Because the circuit court did not prevent defense counsel from using the Tate police report to attack the adequacy of the State's investigation into all possible suspects, White's argument to the contrary is refuted by the record. See Albarran v. State, 96 So.3d 131, 160 (Ala.Crim.App.2011) (recognizing that claims that are refuted by the record are without merit); McNabb v. State, 991 So.2d 313, 320 (Ala.Crim.App.2007) (holding that a claim that is refuted by the record is without merit and does not entitle the appellant to relief). Consequently, this issue is without merit and does not entitle White to any relief.

VIII.

White next argues that the State improperly argued facts not in evidence. According to White, the prosecutor improperly argued that the semen on Parker's leg had to have been left the day of the murder because otherwise she would have washed it off. White also argues that the prosecutor improperly stated that White confessed to raping Black. White asserts that the State did not present any evidence indicating that Parker washed herself the day of the murder; therefore, its argument that she would have washed the semen off was unsupported by facts in evidence. He further argues that he never confessed to raping Black; therefore, the prosecutor's unsubstantiated factual assertion requires that his conviction by reversed. White did not raise these objections at trial; therefore, this Court reviews these issues from plain error only. Rule 45A, Ala. R.App. P.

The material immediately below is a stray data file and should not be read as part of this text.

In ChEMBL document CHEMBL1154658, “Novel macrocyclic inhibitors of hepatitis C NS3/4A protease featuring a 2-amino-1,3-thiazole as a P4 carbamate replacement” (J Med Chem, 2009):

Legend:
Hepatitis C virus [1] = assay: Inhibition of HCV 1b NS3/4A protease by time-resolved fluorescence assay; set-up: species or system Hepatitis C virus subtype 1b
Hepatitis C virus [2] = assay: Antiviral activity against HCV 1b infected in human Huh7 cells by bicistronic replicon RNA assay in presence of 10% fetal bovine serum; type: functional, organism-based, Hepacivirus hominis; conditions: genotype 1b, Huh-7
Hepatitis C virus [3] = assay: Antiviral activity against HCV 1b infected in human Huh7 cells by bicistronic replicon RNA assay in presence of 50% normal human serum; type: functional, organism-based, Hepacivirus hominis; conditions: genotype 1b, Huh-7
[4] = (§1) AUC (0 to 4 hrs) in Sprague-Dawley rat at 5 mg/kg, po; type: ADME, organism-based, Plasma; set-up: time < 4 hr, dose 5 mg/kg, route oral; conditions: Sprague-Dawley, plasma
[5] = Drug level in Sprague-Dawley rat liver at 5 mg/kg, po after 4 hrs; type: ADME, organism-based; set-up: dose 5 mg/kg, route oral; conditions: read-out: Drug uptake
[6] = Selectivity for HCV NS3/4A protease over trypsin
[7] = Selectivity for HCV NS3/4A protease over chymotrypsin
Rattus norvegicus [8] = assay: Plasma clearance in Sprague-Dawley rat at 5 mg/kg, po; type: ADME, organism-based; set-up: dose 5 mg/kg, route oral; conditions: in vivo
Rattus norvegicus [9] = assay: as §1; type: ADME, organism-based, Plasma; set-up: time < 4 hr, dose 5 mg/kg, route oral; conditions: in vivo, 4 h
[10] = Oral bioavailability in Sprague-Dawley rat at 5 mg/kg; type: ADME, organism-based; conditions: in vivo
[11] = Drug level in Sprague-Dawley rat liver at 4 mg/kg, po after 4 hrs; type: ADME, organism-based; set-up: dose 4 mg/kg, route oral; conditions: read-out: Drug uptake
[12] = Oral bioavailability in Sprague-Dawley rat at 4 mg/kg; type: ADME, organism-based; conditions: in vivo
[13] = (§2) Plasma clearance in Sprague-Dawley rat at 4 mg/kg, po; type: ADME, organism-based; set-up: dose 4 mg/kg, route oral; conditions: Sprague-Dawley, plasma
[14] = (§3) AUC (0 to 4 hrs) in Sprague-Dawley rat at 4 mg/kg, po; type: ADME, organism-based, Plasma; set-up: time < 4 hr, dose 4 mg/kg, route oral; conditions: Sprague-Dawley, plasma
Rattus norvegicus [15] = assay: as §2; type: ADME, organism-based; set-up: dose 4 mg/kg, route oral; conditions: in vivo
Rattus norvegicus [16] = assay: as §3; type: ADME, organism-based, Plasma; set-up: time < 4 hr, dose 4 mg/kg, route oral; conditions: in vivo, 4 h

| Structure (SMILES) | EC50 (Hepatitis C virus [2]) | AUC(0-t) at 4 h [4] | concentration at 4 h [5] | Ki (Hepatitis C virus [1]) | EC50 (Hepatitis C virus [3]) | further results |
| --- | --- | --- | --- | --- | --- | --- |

“ ‘During closing argument, the prosecutor, as well as defense counsel, has a right to present his impressions from the evidence, if reasonable, and may argue every legitimate inference.’ ” Reeves v. State, 807 So.2d 18, 45 (Ala.Crim.App.2000) (quoting Rutledge v. State, 523 So.2d 1087, 1100 (Ala.Crim.App.1987), rev'd on other grounds, 523 So.2d 1118 (Ala.1988), abrogated by Bethea v. Springhill Mem'l Hosp., 833 So.2d 1 (Ala.2002)). “ ‘ “A prosecutor as well as defense counsel has a right to present his impressions from the evidence,” and “[h]e may argue every legitimate inference from the evidence and may examine, collate, sift, and treat the evidence in his own way.” ’ ” Sneed v. State, 1 So.3d 104, 140 (Ala.Crim.App.2007) (quoting Henderson v. State, 584 So.2d 841, 856–57 (Ala.Crim.App.1988), quoting in turn Watson v. State, 398 So.2d 320, 328 (Ala.Crim.App.1980)).

Further, as discussed in Section V of this opinion,